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President Paul Kagame of Rwanda has urged fellow African leaders to move beyond making broad statements of support for science and technology as tools for development to backing concrete plans for putting such commitments into effect.

"It is no longer just a question of discussing how important science and technology are," said Kagame, referring to the January 2007 African Union (AU) summit that will focus on science (see AU Summit 2007).

Kagame, who recently took direct control of his country's science and technology policies (see Rwanda's president creates a new science ministry), was speaking on Monday (19 September) at the Royal Society in London, United Kingdom.

After his talk, Kagame told SciDev.Net that the AU summit would be a "big step" towards achieving political recognition in Africa of the need to put science at the heart of development plans.

But he added that the summit should come up with "specific and measurable" proposals.

He supports a continent-wide approach to science and technology — such as in regulating biotechnology, as proposed in the 'model law' for biotechnology (see Southern African nations adopt common GM strategy).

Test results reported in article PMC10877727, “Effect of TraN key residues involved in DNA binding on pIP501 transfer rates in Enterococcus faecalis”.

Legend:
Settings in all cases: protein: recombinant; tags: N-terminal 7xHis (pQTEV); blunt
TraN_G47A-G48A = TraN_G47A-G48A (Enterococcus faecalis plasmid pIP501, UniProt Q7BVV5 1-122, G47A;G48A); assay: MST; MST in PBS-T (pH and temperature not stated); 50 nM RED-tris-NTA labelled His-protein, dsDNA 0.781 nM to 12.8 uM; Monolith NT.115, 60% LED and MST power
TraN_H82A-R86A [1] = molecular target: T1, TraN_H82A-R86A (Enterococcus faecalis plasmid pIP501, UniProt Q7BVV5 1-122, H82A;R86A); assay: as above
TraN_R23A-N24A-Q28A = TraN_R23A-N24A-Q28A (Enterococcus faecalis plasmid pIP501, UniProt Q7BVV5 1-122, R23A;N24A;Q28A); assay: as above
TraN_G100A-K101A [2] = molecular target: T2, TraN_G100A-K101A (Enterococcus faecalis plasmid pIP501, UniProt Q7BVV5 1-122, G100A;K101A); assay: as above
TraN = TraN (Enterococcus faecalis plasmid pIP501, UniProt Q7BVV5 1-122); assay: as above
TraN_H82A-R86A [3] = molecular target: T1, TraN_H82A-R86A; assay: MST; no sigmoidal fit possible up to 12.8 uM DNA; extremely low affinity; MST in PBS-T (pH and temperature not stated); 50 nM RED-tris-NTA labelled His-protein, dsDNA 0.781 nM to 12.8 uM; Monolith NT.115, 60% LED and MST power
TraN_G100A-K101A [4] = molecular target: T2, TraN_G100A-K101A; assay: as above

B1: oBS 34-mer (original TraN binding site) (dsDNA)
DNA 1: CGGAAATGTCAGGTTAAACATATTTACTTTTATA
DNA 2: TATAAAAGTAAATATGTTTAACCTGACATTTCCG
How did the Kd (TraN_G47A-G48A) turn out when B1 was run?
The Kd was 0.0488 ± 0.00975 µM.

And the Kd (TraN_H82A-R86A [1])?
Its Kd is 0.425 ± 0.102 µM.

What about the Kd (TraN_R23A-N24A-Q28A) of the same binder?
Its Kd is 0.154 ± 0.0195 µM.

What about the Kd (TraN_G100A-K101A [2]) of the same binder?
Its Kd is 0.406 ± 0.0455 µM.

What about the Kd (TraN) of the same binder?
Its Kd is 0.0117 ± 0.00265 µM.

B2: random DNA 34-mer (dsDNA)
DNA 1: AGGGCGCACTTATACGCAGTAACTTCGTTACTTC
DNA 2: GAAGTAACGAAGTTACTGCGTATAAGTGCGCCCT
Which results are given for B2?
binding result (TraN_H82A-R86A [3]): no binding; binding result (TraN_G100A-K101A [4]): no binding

But said that countries must build strong national policies for the continent-wide policies to work.

He also suggested that African governments need to fully integrate science and technology into their national economic plans before they are in a position to benefit from assistance offered from abroad.

Kagame spoke of the importance of building science capacity from the bottom up at the grassroots level, and investing in education at all levels. He said the neglect of tertiary education institutions in the 1980s and early 1990s "was disastrous for the African continent".

Kagame also told the meeting that combating the brain drain would require a strategy for making scientific careers attractive, without which African countries would be forced to rely on highly paid foreign technical consultants.

"There are issues of [good] governance and of planning involved here," said Kagame.

Part of the challenge was psychological, he said, adding that scientists had to be kept comfortable and properly rewarded "so that they stay around".

Link to full text of Paul Kagame's speech  [120KB]